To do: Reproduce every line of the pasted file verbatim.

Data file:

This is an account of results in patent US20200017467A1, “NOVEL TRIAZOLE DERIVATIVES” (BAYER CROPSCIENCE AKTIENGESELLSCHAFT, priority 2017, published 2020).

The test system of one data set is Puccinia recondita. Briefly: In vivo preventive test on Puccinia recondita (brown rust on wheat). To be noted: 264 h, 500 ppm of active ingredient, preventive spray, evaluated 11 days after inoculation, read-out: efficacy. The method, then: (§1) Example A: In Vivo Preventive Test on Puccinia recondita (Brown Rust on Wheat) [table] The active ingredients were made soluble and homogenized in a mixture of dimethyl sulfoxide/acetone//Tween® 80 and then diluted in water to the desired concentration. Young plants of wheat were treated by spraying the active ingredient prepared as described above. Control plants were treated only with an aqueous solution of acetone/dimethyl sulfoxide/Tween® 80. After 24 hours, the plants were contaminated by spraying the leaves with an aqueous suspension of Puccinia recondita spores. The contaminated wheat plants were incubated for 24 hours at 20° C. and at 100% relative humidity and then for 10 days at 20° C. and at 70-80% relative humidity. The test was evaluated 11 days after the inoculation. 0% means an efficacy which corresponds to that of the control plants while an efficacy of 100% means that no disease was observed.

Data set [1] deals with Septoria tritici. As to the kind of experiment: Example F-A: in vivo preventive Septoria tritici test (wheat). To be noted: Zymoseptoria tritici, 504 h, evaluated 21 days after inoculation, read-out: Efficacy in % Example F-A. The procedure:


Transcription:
This is an account of results in patent US20200017467A1, “NOVEL TRIAZOLE DERIVATIVES” (BAYER CROPSCIENCE AKTIENGESELLSCHAFT, priority 2017, published 2020).

The test system of one data set is Puccinia recondita. Briefly: In vivo preventive test on Puccinia recondita (brown rust on wheat). To be noted: 264 h, 500 ppm of active ingredient, preventive spray, evaluated 11 days after inoculation, read-out: efficacy. The method, then: (§1) Example A: In Vivo Preventive Test on Puccinia recondita (Brown Rust on Wheat) [table] The active ingredients were made soluble and homogenized in a mixture of dimethyl sulfoxide/acetone//Tween® 80 and then diluted in water to the desired concentration. Young plants of wheat were treated by spraying the active ingredient prepared as described above. Control plants were treated only with an aqueous solution of acetone/dimethyl sulfoxide/Tween® 80. After 24 hours, the plants were contaminated by spraying the leaves with an aqueous suspension of Puccinia recondita spores. The contaminated wheat plants were incubated for 24 hours at 20° C. and at 100% relative humidity and then for 10 days at 20° C. and at 70-80% relative humidity. The test was evaluated 11 days after the inoculation. 0% means an efficacy which corresponds to that of the control plants while an efficacy of 100% means that no disease was observed.

Data set [1] deals with Septoria tritici. As to the kind of experiment: Example F-A: in vivo preventive Septoria tritici test (wheat). To be noted: Zymoseptoria tritici, 504 h, evaluated 21 days after inoculation, read-out: Efficacy in % Example F-A. The procedure: